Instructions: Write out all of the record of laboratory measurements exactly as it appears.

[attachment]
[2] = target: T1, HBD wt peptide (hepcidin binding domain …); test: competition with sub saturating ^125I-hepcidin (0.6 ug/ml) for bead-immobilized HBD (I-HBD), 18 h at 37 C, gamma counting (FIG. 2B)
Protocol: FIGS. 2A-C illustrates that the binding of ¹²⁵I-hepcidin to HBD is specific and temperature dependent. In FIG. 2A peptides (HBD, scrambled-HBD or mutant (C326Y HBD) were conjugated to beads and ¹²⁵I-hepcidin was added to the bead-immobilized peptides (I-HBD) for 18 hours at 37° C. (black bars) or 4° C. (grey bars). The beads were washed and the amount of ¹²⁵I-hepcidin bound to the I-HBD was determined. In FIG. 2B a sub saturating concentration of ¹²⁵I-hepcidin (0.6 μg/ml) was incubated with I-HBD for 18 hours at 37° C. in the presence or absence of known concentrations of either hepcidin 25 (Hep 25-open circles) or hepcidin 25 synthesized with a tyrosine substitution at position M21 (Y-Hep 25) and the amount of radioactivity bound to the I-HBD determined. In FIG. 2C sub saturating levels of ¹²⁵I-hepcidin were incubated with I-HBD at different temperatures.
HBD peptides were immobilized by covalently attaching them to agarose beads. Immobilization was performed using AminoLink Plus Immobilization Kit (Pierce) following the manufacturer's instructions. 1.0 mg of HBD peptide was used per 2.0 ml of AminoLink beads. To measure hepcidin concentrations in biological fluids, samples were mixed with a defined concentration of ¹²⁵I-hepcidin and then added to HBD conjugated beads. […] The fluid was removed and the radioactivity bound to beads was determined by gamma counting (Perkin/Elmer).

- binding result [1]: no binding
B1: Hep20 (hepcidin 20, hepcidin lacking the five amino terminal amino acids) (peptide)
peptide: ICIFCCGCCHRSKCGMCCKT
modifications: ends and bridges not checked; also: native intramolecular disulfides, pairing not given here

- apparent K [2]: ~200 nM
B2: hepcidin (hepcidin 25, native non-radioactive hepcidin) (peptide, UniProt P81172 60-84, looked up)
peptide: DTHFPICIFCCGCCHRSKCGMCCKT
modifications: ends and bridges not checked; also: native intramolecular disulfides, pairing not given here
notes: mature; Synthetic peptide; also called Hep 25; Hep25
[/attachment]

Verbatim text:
[2] = target: T1, HBD wt peptide (hepcidin binding domain …); test: competition with sub saturating ^125I-hepcidin (0.6 ug/ml) for bead-immobilized HBD (I-HBD), 18 h at 37 C, gamma counting (FIG. 2B)
Protocol: FIGS. 2A-C illustrates that the binding of ¹²⁵I-hepcidin to HBD is specific and temperature dependent. In FIG. 2A peptides (HBD, scrambled-HBD or mutant (C326Y HBD) were conjugated to beads and ¹²⁵I-hepcidin was added to the bead-immobilized peptides (I-HBD) for 18 hours at 37° C. (black bars) or 4° C. (grey bars). The beads were washed and the amount of ¹²⁵I-hepcidin bound to the I-HBD was determined. In FIG. 2B a sub saturating concentration of ¹²⁵I-hepcidin (0.6 μg/ml) was incubated with I-HBD for 18 hours at 37° C. in the presence or absence of known concentrations of either hepcidin 25 (Hep 25-open circles) or hepcidin 25 synthesized with a tyrosine substitution at position M21 (Y-Hep 25) and the amount of radioactivity bound to the I-HBD determined. In FIG. 2C sub saturating levels of ¹²⁵I-hepcidin were incubated with I-HBD at different temperatures.
HBD peptides were immobilized by covalently attaching them to agarose beads. Immobilization was performed using AminoLink Plus Immobilization Kit (Pierce) following the manufacturer's instructions. 1.0 mg of HBD peptide was used per 2.0 ml of AminoLink beads. To measure hepcidin concentrations in biological fluids, samples were mixed with a defined concentration of ¹²⁵I-hepcidin and then added to HBD conjugated beads. […] The fluid was removed and the radioactivity bound to beads was determined by gamma counting (Perkin/Elmer).

- binding result [1]: no binding
B1: Hep20 (hepcidin 20, hepcidin lacking the five amino terminal amino acids) (peptide)
peptide: ICIFCCGCCHRSKCGMCCKT
modifications: ends and bridges not checked; also: native intramolecular disulfides, pairing not given here

- apparent K [2]: ~200 nM
B2: hepcidin (hepcidin 25, native non-radioactive hepcidin) (peptide, UniProt P81172 60-84, looked up)
peptide: DTHFPICIFCCGCCHRSKCGMCCKT
modifications: ends and bridges not checked; also: native intramolecular disulfides, pairing not given here
notes: mature; Synthetic peptide; also called Hep 25; Hep25